Bangladesh's Homegrown Problem

Dhaka and the Terrorist Threat

People attend a candle light vigil for the victims of the attack on the Holey Artisan Bakery and the O'Kitchen Restaurant, in Dhaka, Bangladesh, July 3, 2016. Adnan Abidi / Reuters

In the past 18 months, a series of attacks on secular bloggers, public intellectuals, Hindu and Buddhist priests, and a few foreigners has shaken Bangladesh. The Islamic State (ISIS) has claimed responsibility for much of the bloodshed. The group’s formal claim aside, it is not entirely clear whether it masterminded the attacks. What is clear, however, is that the government of Sheikh Hasina Wajed has continued to deny that the terrorist group has a presence in her country at all.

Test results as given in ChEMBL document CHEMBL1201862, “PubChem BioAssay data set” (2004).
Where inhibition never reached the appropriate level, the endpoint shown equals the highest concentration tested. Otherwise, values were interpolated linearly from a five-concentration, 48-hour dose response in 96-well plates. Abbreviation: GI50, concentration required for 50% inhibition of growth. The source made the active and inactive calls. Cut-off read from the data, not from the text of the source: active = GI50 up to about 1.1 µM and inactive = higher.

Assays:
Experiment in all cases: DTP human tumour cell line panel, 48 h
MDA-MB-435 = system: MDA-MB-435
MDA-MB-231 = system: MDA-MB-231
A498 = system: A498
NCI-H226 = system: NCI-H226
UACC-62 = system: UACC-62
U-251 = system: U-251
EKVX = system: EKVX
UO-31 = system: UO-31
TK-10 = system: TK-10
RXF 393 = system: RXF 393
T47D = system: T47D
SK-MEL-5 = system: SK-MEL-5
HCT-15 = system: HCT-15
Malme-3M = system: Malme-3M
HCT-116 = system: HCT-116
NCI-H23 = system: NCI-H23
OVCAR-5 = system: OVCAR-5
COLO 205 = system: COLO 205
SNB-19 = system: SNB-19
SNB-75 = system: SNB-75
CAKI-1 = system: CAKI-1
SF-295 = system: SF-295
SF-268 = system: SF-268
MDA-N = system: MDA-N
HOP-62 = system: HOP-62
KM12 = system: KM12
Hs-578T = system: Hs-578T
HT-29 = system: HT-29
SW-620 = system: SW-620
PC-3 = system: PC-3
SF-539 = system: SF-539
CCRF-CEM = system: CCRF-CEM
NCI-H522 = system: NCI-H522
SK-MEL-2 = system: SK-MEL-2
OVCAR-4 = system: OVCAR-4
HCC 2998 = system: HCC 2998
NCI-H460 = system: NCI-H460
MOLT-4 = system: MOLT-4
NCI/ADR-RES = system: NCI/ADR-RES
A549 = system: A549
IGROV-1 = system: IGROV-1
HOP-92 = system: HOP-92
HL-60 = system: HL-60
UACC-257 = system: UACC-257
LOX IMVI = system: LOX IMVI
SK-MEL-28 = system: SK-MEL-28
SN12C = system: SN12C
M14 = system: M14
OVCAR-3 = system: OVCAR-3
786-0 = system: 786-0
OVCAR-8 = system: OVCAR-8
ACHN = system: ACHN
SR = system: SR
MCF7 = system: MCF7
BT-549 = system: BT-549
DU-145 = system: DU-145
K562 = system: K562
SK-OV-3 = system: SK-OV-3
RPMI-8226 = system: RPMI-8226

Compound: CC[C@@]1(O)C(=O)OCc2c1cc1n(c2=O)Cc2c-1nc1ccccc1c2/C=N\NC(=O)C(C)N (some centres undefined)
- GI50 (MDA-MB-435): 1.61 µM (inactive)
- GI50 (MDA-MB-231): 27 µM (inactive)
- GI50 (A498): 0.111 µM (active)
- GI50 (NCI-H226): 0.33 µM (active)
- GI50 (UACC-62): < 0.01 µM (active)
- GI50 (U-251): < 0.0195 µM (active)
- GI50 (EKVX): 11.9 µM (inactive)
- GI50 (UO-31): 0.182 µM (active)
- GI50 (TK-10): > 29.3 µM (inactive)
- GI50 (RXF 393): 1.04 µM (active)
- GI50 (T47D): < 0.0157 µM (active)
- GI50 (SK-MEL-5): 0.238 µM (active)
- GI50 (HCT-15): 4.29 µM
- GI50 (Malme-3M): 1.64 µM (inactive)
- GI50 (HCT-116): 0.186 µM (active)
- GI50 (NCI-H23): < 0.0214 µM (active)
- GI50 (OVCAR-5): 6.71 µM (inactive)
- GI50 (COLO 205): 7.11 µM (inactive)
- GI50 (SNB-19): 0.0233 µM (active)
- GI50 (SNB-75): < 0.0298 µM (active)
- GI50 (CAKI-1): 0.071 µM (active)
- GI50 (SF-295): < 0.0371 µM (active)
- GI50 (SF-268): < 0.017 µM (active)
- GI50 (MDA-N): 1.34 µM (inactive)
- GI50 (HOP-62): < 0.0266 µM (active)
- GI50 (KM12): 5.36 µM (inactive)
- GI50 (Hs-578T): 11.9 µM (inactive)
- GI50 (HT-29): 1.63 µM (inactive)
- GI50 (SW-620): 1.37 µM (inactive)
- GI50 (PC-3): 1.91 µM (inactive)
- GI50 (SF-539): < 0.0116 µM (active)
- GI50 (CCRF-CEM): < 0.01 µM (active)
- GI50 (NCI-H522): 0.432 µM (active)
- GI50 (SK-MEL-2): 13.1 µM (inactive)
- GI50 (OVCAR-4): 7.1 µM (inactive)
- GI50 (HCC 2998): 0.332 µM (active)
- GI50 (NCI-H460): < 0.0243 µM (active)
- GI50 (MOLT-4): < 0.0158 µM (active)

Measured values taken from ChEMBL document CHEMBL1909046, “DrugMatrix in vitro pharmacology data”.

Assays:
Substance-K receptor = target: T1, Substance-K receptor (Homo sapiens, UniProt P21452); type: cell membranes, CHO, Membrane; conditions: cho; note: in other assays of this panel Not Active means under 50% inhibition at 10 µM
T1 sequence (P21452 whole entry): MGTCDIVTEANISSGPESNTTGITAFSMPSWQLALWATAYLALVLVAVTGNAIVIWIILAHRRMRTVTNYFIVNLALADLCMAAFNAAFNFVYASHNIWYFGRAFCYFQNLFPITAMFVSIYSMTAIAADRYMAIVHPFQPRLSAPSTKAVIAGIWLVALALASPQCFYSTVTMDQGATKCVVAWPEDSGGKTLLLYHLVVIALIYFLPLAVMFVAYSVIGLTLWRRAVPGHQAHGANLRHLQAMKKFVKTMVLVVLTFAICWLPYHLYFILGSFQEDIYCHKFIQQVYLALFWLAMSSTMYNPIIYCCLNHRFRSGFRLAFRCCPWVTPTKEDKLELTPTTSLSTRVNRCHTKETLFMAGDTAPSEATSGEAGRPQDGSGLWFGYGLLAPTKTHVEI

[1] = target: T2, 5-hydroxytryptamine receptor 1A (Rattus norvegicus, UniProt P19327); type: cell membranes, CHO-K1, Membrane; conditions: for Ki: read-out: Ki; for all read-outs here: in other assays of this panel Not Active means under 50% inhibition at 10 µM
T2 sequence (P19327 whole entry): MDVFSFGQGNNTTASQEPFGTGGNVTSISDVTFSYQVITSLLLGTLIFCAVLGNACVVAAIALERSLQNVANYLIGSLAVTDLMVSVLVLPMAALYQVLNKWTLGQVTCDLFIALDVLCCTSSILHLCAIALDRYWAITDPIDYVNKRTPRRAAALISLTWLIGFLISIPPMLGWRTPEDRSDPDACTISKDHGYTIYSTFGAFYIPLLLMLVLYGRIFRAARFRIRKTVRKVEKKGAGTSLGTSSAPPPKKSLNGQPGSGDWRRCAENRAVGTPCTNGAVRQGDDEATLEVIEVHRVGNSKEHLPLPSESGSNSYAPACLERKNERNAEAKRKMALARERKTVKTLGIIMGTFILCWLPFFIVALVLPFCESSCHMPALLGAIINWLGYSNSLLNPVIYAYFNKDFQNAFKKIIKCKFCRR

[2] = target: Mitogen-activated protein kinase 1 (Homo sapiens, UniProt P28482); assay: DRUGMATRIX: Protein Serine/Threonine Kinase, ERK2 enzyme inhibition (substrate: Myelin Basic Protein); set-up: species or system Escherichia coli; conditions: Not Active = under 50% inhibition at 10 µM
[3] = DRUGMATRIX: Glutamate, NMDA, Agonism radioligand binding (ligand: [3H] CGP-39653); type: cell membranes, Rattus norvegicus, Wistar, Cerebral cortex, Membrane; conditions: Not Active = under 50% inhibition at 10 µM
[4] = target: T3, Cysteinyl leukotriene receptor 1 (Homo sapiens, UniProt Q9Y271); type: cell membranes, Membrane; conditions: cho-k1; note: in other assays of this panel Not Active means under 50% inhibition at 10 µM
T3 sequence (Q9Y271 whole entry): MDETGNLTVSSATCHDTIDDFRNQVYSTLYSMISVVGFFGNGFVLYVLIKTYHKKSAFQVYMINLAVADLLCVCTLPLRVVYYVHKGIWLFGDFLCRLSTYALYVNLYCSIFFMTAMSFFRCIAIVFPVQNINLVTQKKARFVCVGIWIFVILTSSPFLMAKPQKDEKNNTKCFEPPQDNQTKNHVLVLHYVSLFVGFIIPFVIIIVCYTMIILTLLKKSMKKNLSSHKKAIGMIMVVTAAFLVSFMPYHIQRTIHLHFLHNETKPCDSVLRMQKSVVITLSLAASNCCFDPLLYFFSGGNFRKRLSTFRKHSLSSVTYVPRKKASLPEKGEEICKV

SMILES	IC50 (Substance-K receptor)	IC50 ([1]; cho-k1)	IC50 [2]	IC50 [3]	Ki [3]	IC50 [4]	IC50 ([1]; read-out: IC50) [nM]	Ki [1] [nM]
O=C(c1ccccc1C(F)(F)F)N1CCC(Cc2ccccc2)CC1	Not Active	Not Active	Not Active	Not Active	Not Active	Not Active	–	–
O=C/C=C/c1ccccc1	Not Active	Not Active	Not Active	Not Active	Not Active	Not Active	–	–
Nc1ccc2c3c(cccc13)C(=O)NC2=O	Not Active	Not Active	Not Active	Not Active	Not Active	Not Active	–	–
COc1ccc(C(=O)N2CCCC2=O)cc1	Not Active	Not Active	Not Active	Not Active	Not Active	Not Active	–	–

After a strike on the Holey Artisan Bakery in Dhaka’s tony Gulshan neighborhood that led to 20 deaths last week, Hasina publicly condemned the “heinous attack” and promised to stamp out terrorism in the country. However, in her 12-minute speech, she still failed to acknowledge the presence of ISIS in Bangladesh. She did at least seem to grudgingly accept that the Gulshan attack represented an escalation from what she referred

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